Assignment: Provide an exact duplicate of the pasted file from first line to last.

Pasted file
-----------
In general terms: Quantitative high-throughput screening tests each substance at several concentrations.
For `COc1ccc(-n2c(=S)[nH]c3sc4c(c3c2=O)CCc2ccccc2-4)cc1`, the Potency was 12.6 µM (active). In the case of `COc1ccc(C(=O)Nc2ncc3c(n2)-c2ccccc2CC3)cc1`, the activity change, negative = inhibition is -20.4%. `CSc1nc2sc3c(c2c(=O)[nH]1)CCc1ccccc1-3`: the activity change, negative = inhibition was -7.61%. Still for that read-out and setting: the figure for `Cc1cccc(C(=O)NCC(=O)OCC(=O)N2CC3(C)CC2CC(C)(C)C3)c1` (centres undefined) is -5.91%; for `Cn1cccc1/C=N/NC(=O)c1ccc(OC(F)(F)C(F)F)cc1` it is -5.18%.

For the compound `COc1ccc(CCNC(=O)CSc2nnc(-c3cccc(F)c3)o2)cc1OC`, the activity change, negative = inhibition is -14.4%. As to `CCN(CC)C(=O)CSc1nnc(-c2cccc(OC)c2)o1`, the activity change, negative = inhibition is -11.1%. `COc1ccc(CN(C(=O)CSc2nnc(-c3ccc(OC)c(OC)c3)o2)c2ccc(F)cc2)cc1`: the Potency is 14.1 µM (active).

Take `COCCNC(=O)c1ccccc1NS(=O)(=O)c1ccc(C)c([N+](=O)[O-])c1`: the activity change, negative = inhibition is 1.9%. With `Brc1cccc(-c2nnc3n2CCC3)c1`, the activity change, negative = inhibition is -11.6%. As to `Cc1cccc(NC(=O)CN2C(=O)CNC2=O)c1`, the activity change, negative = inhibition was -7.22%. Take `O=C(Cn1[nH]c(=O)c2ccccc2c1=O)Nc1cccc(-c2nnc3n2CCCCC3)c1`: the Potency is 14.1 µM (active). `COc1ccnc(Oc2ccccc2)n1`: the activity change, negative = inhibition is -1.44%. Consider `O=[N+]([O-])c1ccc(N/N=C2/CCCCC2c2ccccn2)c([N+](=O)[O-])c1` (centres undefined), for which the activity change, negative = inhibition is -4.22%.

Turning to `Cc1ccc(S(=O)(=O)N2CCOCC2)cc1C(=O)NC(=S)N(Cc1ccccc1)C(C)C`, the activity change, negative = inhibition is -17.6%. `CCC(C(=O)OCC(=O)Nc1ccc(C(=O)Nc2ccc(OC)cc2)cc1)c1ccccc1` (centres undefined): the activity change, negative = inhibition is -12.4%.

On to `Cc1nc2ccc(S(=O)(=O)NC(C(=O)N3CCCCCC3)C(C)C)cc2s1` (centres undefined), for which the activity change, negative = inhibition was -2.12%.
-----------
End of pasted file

In general terms: Quantitative high-throughput screening tests each substance at several concentrations.
For `COc1ccc(-n2c(=S)[nH]c3sc4c(c3c2=O)CCc2ccccc2-4)cc1`, the Potency was 12.6 µM (active). In the case of `COc1ccc(C(=O)Nc2ncc3c(n2)-c2ccccc2CC3)cc1`, the activity change, negative = inhibition is -20.4%. `CSc1nc2sc3c(c2c(=O)[nH]1)CCc1ccccc1-3`: the activity change, negative = inhibition was -7.61%. Still for that read-out and setting: the figure for `Cc1cccc(C(=O)NCC(=O)OCC(=O)N2CC3(C)CC2CC(C)(C)C3)c1` (centres undefined) is -5.91%; for `Cn1cccc1/C=N/NC(=O)c1ccc(OC(F)(F)C(F)F)cc1` it is -5.18%.

For the compound `COc1ccc(CCNC(=O)CSc2nnc(-c3cccc(F)c3)o2)cc1OC`, the activity change, negative = inhibition is -14.4%. As to `CCN(CC)C(=O)CSc1nnc(-c2cccc(OC)c2)o1`, the activity change, negative = inhibition is -11.1%. `COc1ccc(CN(C(=O)CSc2nnc(-c3ccc(OC)c(OC)c3)o2)c2ccc(F)cc2)cc1`: the Potency is 14.1 µM (active).

Take `COCCNC(=O)c1ccccc1NS(=O)(=O)c1ccc(C)c([N+](=O)[O-])c1`: the activity change, negative = inhibition is 1.9%. With `Brc1cccc(-c2nnc3n2CCC3)c1`, the activity change, negative = inhibition is -11.6%. As to `Cc1cccc(NC(=O)CN2C(=O)CNC2=O)c1`, the activity change, negative = inhibition was -7.22%. Take `O=C(Cn1[nH]c(=O)c2ccccc2c1=O)Nc1cccc(-c2nnc3n2CCCCC3)c1`: the Potency is 14.1 µM (active). `COc1ccnc(Oc2ccccc2)n1`: the activity change, negative = inhibition is -1.44%. Consider `O=[N+]([O-])c1ccc(N/N=C2/CCCCC2c2ccccn2)c([N+](=O)[O-])c1` (centres undefined), for which the activity change, negative = inhibition is -4.22%.

Turning to `Cc1ccc(S(=O)(=O)N2CCOCC2)cc1C(=O)NC(=S)N(Cc1ccccc1)C(C)C`, the activity change, negative = inhibition is -17.6%. `CCC(C(=O)OCC(=O)Nc1ccc(C(=O)Nc2ccc(OC)cc2)cc1)c1ccccc1` (centres undefined): the activity change, negative = inhibition is -12.4%.

On to `Cc1nc2ccc(S(=O)(=O)NC(C(=O)N3CCCCCC3)C(C)C)cc2s1` (centres undefined), for which the activity change, negative = inhibition was -2.12%.